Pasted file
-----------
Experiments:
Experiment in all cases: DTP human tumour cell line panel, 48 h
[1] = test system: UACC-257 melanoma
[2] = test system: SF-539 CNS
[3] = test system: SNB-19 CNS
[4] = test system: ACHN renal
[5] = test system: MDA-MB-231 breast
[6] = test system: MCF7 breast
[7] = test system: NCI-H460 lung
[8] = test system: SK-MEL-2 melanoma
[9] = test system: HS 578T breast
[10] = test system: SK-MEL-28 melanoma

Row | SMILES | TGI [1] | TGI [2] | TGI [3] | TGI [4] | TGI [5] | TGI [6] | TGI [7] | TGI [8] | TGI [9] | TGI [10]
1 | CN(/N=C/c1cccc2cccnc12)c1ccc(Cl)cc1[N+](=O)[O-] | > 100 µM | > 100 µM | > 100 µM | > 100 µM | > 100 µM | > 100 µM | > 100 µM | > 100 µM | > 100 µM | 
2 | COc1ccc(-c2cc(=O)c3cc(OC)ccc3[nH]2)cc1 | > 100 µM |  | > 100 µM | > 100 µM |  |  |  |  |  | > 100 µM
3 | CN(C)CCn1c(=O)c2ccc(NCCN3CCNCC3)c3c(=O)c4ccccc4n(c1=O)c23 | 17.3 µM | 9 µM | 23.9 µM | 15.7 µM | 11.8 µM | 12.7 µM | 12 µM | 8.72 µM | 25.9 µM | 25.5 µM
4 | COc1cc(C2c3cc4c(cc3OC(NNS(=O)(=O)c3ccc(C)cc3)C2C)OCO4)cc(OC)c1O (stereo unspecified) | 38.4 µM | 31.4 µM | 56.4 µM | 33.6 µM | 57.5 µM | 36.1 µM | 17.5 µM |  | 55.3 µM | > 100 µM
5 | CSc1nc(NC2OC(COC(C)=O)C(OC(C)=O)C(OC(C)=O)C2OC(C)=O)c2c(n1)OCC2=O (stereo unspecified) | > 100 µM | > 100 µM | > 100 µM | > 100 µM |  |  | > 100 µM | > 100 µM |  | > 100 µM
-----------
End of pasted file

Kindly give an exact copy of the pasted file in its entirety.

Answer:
Experiments:
Experiment in all cases: DTP human tumour cell line panel, 48 h
[1] = test system: UACC-257 melanoma
[2] = test system: SF-539 CNS
[3] = test system: SNB-19 CNS
[4] = test system: ACHN renal
[5] = test system: MDA-MB-231 breast
[6] = test system: MCF7 breast
[7] = test system: NCI-H460 lung
[8] = test system: SK-MEL-2 melanoma
[9] = test system: HS 578T breast
[10] = test system: SK-MEL-28 melanoma

Row | SMILES | TGI [1] | TGI [2] | TGI [3] | TGI [4] | TGI [5] | TGI [6] | TGI [7] | TGI [8] | TGI [9] | TGI [10]
1 | CN(/N=C/c1cccc2cccnc12)c1ccc(Cl)cc1[N+](=O)[O-] | > 100 µM | > 100 µM | > 100 µM | > 100 µM | > 100 µM | > 100 µM | > 100 µM | > 100 µM | > 100 µM | 
2 | COc1ccc(-c2cc(=O)c3cc(OC)ccc3[nH]2)cc1 | > 100 µM |  | > 100 µM | > 100 µM |  |  |  |  |  | > 100 µM
3 | CN(C)CCn1c(=O)c2ccc(NCCN3CCNCC3)c3c(=O)c4ccccc4n(c1=O)c23 | 17.3 µM | 9 µM | 23.9 µM | 15.7 µM | 11.8 µM | 12.7 µM | 12 µM | 8.72 µM | 25.9 µM | 25.5 µM
4 | COc1cc(C2c3cc4c(cc3OC(NNS(=O)(=O)c3ccc(C)cc3)C2C)OCO4)cc(OC)c1O (stereo unspecified) | 38.4 µM | 31.4 µM | 56.4 µM | 33.6 µM | 57.5 µM | 36.1 µM | 17.5 µM |  | 55.3 µM | > 100 µM
5 | CSc1nc(NC2OC(COC(C)=O)C(OC(C)=O)C(OC(C)=O)C2OC(C)=O)c2c(n1)OCC2=O (stereo unspecified) | > 100 µM | > 100 µM | > 100 µM | > 100 µM |  |  | > 100 µM | > 100 µM |  | > 100 µM